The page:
Most of us do not want a reoccurrence of the Sept. 11 terror attacks, but we also want to live in a nation that is not made up of barbaric savages. In many college classrooms today, students are fed a strong message that we are a bunch of brutes who practice (and seem to enjoy) torturing our enemies.
If I have to cite the facts in this case, you are so hopelessly behind times that I would despair of holding a dialogue with you. On the other hand, we have quite a few people who want immediate and vigilante type action for anyone even suspected of harboring criticism of our interrogation methods.
Is our present concern about the harsh interrogation methods of the CIA energized by true humanitarianism or is it just a great opportunity to make Republicans look like brutes? I suppose it is some of both. Wherever it came from, it is a fit subject for discussion, but the timing is surely suspect.
It was not an especially humane thing to kill Osama bin Laden. I had a little twinge of regret that here was a man who had abandoned a life of ease and luxury to pursue a misguided ideal and ultimately give his life for what he seemed to believe in.
I will say without hesitation that I approved of his execution but with just a little of Hillary’s notion of respecting our enemies.
It is so easy to pontificate that it is wrong to kill, until someone threatens your wife, child or even yourself. It is even easier to envision polite interrogation if you are merely trying to find who stole the cigars or pilfered your lawn mower.
This is an opinion article and tepid opinions are almost no opinions at all. I believe that the motivation and the energy for this CIA exposure is slimy politics at its roots but still a matter in which we ought to show some concern.
The idea of waking up some morning and finding one of our big cities missing influences me greatly. Whatever the CIA has done wrong, we have not had a repeat of Sept. 11, and I doubt if that is because our enemies have decided it is wrong to kill thousands of people.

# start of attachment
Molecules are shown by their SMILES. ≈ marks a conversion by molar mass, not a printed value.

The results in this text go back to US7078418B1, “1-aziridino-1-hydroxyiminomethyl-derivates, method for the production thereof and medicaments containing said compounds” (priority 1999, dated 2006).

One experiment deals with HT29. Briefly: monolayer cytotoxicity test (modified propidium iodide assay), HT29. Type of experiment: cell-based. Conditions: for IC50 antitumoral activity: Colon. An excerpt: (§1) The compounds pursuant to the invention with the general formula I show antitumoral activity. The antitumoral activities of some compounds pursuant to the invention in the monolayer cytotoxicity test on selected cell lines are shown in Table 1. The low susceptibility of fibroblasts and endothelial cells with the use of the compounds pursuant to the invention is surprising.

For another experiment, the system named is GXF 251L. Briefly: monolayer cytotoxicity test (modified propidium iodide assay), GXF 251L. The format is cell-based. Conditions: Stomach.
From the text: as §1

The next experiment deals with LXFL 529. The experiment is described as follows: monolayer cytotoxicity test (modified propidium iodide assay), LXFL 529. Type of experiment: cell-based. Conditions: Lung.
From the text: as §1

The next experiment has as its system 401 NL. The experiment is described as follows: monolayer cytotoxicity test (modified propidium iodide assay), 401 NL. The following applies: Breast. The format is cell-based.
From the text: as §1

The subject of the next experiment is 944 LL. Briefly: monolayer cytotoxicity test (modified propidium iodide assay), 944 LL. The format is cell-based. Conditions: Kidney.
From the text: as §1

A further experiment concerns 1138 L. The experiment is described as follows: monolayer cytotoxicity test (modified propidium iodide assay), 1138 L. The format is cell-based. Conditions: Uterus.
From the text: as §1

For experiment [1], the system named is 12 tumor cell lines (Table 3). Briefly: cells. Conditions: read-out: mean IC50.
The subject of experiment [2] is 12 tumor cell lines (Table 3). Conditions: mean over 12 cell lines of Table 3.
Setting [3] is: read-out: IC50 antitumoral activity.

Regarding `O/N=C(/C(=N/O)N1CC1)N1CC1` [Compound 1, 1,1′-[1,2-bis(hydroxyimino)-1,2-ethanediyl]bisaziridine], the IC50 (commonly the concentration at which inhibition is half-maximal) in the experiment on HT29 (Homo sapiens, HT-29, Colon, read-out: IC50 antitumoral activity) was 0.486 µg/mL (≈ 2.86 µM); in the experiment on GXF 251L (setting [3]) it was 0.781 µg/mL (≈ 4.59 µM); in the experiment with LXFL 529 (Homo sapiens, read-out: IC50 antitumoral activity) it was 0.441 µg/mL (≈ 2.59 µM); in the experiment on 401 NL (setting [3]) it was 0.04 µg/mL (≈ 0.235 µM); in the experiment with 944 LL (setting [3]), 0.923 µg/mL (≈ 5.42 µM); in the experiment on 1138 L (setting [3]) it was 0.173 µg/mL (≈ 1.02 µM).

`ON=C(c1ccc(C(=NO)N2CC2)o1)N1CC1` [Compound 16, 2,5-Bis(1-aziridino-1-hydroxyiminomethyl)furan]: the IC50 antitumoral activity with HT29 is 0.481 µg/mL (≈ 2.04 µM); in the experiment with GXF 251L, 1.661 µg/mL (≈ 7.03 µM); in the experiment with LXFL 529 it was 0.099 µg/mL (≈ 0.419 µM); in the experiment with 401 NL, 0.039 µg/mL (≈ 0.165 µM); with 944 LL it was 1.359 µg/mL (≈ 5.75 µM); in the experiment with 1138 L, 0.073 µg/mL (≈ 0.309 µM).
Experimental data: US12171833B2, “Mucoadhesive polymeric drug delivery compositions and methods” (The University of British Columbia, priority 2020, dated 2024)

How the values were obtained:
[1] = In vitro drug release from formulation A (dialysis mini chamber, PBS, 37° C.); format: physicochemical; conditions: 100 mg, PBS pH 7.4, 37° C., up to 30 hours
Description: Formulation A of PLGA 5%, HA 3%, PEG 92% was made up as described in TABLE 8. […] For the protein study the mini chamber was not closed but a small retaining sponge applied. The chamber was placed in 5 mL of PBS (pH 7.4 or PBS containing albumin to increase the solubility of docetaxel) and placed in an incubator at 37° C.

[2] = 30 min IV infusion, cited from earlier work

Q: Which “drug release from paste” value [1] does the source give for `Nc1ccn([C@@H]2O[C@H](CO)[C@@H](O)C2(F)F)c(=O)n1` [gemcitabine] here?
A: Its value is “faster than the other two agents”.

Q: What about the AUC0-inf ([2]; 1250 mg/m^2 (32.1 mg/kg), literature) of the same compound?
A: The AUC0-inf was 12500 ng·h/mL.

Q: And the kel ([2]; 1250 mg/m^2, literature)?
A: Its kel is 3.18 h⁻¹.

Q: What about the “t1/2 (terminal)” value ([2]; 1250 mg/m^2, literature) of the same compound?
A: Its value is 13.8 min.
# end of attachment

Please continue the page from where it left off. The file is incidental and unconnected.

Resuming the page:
I grew up thinking that Republicans were greedy, self-serving aristocrats with very little concern for anyone except their elite contemporaries. I still lean a little in that direction, but this CIA thing is to me a purely Democratic move that seizes on an issue of much concern to humanitarians but not the real concern of the group that chose this time to further divide our country.
I would not advocate waterboarding for the Democratic committee that chose this time for an investigation of an issue that requires thoughtful and prayerful consideration, but I might advocate some itching powder for the underwear of the guys and gals who are pushing hard for hypocrite of the year awards.
When you know, as is most often the case with the CIA, that a suspect has inside information on terrorism, the terrorist has two choices. One is to confess and the other is to suffer the consequences.
In a very miniscule comparison, police at Oak Forest, Illinois, had an eyewitness who could identify one of five vandals who did great property damage to the high school.
The identified vandal struck a pose of belligerence until he was informed that he would be held fully responsible with all the legal fury the school and the law could muster if he did not identify his conspirators. He held out until he learned that we were not joking. When he named his conspirators, we let the five of them go with very minor punishment.
I was indoctrinated to give only name, rank and serial number in case of capture by the enemy in World War II, but terrorism is a different game. We cannot make war a civilized game, but we did respect certain rules of war in WWII, and so did our enemies.
This CIA controversy is a matter for some profoundly serious pondering and not a matter for politics and division.
Ever and always, I am aware that my opinions have grown out of life experiences that may have led me astray. Please bear that in mind as you read my essays.
TOBY HIGHTOWER is a retired educator and former Hopkinsville High School teacher. His email address is email@example.com. Write to him at 222 S. 25th St., Apartment 434, Terre Haute, IN. 47803.